~ Diamond Terminology from A to Z ~
There are thousands of terms being used in today's jewelry industry. Some common knowledge, others are obscure and baffling. We've created a database of terminology from A to Z to make it easy, and of course if you still have questions, please do not hesitate to send us an email or give us a call.
Finding a diamond in a rough can be a daunting task. However if you pass the rough diamonds under an X-Ray the diamonds will show a glow or hue, sometimes referred to as fluoresce due to fluorescence. Usually in a yellow or blue color. Once they see this, they know there's a diamond in there.
Yttrium Aluminum Garnet. It was used as a diamond simulate before Cubic Zirconia was discovered. It, however, was not a good substitute and the difference by today's standards could be easily seen.
On the color scale of diamonds starting with D and ending with Z you slowly see the amount of yellow in each stage get greater and greater till eventually you have a champagne color. In diamond grading standards the more yellow the less valuable it is, but only Dull, Lifeless yellows. The Dull yellows will be found in the traditional diamond color scale. However once you get out of the scale you'll come across the fancy color Yellow. It's vibrant and full of life. Fancy colored diamonds, real ones not the artificially enhanced colors, will usually command quite a pretty penny in the diamond market due to it rarity. Same with the blues, reds, greens and oranges.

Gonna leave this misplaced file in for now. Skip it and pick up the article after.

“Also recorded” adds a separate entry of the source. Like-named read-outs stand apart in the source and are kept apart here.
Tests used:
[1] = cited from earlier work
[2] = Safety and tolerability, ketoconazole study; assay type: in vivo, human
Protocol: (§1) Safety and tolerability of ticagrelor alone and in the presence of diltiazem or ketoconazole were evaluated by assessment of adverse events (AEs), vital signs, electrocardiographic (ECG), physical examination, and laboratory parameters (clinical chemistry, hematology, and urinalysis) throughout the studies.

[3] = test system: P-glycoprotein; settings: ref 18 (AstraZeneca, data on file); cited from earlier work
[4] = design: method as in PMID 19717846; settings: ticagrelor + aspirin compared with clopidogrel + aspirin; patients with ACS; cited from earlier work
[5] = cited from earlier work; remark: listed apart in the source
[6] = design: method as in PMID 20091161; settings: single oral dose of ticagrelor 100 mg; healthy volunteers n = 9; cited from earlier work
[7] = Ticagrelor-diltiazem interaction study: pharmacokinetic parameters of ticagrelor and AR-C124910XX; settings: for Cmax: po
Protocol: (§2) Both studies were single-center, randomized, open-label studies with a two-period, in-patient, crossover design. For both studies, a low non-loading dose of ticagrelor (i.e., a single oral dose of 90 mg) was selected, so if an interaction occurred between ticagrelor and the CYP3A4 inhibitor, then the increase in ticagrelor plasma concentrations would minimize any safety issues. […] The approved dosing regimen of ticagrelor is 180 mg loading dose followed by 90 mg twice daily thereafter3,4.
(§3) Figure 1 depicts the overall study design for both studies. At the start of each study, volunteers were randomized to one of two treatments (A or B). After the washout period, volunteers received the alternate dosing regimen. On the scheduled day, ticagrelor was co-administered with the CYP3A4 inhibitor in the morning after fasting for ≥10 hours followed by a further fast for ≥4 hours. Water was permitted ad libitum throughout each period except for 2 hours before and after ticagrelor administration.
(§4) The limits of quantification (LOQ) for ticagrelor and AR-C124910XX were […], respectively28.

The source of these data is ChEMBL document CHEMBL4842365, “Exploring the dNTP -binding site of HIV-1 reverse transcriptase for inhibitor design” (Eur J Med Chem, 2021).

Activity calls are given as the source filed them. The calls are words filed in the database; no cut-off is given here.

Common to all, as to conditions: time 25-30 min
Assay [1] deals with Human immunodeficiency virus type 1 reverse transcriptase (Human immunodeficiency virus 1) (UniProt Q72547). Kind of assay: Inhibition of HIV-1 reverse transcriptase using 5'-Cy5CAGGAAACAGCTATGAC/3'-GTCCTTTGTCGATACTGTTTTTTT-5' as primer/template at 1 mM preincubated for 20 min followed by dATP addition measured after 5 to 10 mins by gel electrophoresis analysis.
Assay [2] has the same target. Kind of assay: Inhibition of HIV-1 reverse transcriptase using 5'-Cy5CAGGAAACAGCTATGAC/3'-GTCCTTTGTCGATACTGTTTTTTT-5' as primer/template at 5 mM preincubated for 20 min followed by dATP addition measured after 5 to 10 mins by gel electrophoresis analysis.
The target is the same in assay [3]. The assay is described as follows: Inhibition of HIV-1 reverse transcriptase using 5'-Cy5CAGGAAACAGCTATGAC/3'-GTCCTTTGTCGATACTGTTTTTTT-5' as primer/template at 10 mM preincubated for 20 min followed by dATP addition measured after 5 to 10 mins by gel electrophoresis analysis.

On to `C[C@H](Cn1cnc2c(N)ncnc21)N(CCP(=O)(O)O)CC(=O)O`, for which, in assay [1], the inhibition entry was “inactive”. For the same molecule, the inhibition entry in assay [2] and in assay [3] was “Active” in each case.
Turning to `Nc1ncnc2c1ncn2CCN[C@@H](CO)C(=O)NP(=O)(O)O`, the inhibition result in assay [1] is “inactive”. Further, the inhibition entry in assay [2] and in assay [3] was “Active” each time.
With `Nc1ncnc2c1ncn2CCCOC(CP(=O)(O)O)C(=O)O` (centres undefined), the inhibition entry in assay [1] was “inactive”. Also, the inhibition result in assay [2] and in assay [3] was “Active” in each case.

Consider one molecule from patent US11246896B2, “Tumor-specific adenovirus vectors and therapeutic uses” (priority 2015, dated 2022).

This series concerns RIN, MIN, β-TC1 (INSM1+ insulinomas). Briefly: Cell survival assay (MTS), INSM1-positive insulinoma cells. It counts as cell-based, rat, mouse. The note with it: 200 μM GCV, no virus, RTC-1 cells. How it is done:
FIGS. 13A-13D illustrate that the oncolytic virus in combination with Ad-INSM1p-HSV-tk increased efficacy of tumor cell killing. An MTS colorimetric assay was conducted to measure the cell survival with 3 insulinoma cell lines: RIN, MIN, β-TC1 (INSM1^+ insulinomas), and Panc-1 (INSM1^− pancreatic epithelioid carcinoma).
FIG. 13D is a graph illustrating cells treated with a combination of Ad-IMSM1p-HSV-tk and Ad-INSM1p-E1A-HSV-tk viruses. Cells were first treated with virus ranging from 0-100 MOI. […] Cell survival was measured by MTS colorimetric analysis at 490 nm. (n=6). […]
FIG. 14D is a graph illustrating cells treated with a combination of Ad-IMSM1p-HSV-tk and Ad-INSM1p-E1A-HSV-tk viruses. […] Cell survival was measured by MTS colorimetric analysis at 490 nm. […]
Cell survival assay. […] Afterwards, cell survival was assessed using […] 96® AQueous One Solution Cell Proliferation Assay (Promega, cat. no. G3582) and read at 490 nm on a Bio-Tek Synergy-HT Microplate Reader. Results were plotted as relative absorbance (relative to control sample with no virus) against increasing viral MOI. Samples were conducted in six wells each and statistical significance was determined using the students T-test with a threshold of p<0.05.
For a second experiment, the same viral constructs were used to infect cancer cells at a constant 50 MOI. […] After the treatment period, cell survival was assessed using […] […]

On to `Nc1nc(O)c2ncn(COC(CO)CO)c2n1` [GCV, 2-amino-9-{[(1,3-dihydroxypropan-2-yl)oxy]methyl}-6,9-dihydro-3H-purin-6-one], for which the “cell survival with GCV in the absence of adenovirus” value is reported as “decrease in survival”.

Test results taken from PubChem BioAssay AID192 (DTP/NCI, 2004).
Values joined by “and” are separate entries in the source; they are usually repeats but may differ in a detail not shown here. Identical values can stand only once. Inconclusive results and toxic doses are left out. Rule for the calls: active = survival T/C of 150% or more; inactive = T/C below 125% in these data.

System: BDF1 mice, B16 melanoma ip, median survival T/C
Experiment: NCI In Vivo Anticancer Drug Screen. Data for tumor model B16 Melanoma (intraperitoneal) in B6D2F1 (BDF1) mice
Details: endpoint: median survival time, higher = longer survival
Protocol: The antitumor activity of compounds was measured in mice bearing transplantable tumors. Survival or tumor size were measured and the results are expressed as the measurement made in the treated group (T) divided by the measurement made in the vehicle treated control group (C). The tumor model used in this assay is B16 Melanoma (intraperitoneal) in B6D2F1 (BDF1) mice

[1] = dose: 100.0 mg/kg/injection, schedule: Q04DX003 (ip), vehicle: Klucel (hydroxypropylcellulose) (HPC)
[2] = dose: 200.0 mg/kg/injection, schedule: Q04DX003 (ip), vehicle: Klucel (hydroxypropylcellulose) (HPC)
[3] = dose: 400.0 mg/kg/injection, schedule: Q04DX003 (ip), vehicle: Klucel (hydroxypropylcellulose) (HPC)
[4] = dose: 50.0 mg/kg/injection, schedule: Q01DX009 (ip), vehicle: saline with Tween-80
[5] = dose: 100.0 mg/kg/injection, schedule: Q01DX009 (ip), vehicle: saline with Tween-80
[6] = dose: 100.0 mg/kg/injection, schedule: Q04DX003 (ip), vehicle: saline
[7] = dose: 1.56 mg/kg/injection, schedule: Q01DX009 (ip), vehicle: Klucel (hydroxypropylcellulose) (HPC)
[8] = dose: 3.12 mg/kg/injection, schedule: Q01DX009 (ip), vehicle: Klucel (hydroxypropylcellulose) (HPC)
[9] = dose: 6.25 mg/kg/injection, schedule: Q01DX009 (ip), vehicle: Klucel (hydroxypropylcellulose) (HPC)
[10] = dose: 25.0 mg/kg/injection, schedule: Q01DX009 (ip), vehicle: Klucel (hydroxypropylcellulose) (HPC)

It's a type of flower cut discovered and used by De Beers.
Technical definition is a white solid used in ceramic glazes and refractory coatings, and as a synthetic substitute for diamonds in jewelry.
The diamond definition is somewhat different. Zirconia, depending on how well it's made, can really be a great substitute for diamonds, however it lacks a certain "livelihood". At a distance it looks like a diamond, and it could even possibly fool you if you're close. If you inspect it,though, and really look at it, you'll see something in most traditional simulates; the diamond looks perfect, but without the fire and brilliance that naturally occurs in real diamonds when you turn your hand and the light hits the diamond.